But back to Bohemian Rhapsody: It won’t surprise anyone that the climax is the band’s much-lauded 1985 performance at Live Aid, the benefit concert held simultaneously in the United States and in London. (Phil Collins famously took the supersonic jet Concorde to play at both venues. Nobody I knew wanted to see him at either site.) I was among its record world-wide television audience of over 1.9 viewers, watching much of the coverage (too much, in fact), but I missed Queen’s set. Hearing all the praise afterward surprised me, and I’ve since been curious about that performance. It is reproduced here in its entirety, and it’s also the sequence where Malek finally comes alive as an actor. Portraying Mercury holding court over the 72,000 people singing in unison at Wembley Stadium, Malek has a fire in his eyes he hasn’t possessed before. Roaming and prowling the stage, he finally gives life to Mercury and you have an inkling of the charisma that made so many people fans of his and the band’s. The CGI work here to incorporate the actors into old footage of the crowd works well, and you’re convinced, through Malek, that Mercury was able to spellbind a crowd that large. The Live Aid sequence was the first footage shot by Singer and his crew, but as entertaining as it is, unfortunately it also seems they shot their wad. Even worse, the slavish restaging of the scene means that it doesn’t serve any real dramatic vision, other than offering a higher-quality viewing experience than the original TV footage.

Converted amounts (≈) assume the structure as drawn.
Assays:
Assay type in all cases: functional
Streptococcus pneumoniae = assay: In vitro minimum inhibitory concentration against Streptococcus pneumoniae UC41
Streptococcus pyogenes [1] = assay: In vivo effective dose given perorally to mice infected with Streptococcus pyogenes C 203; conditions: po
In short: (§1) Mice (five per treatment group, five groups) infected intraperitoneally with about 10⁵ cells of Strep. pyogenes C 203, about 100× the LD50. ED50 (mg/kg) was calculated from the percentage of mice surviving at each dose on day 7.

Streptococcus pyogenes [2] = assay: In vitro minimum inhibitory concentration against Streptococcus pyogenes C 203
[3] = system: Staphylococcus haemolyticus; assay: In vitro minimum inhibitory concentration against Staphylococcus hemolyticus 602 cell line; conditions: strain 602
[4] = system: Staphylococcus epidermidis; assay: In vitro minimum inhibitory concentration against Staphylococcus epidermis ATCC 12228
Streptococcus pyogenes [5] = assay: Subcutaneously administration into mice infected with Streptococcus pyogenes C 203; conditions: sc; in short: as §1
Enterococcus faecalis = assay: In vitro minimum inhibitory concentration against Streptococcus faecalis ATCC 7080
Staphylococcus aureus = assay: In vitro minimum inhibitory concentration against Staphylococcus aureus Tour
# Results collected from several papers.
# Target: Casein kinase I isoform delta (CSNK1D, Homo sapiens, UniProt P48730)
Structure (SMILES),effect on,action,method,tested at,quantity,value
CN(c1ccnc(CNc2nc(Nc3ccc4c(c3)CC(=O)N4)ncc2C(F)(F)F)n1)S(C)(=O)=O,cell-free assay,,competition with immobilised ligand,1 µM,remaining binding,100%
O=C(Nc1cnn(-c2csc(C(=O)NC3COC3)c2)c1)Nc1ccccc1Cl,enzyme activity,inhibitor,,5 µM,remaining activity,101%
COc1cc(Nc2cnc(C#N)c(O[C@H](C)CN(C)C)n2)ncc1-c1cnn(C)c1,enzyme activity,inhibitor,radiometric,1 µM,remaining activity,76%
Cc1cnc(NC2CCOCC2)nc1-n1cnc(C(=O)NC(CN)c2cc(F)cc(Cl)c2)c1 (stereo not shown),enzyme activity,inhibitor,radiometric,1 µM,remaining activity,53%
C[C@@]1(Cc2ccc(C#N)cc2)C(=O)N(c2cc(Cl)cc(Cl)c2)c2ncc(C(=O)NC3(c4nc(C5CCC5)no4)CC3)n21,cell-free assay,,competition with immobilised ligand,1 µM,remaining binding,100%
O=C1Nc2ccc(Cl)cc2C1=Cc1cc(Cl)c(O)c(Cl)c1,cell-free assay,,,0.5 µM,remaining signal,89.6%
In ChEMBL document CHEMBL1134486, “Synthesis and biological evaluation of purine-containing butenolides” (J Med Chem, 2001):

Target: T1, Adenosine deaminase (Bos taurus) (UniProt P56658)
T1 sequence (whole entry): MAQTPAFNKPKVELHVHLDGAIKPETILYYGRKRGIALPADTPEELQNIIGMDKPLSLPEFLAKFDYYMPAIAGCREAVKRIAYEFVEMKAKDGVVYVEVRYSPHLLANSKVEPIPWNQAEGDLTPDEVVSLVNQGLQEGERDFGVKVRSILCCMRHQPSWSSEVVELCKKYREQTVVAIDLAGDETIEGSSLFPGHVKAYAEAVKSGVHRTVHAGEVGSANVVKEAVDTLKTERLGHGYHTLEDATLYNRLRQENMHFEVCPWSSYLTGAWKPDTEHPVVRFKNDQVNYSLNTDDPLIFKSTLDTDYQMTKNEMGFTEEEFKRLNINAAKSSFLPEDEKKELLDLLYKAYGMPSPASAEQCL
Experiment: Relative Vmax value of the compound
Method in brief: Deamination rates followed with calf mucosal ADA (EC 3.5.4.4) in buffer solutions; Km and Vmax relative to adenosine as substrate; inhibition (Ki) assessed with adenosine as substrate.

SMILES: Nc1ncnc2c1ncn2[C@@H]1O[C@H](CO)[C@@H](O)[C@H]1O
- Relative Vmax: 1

As you might have surmised by now, the movie’s screenplay is a dull, by-the-numbers job. The great Peter Morgan (Frost/Nixon, The Queen) has a story credit, so I suspect somewhere in Morgan’s desk drawer there’s an amazing script that got rejected, but the named screenwriter, Anthony McCarten (Darkest Hour, The Theory of Everything), is content to go the Wikipedia route and tell us everything we already know in chronological order. Until the final Live Aid sequence, the film is a snooze. Malek mostly seems to be struggling with his prosthetic overbite and the excess saliva it causes. He might as well be Mr. Robot. We see Freddie in conflict with his immigrant family. We see Freddie talk his way into the band. We see the band start to have some success. We see Freddie struggle with drugs and his sexuality. You get the rest.

Ben Hardy and Joseph Mazzello in Bohemian Rhapsody.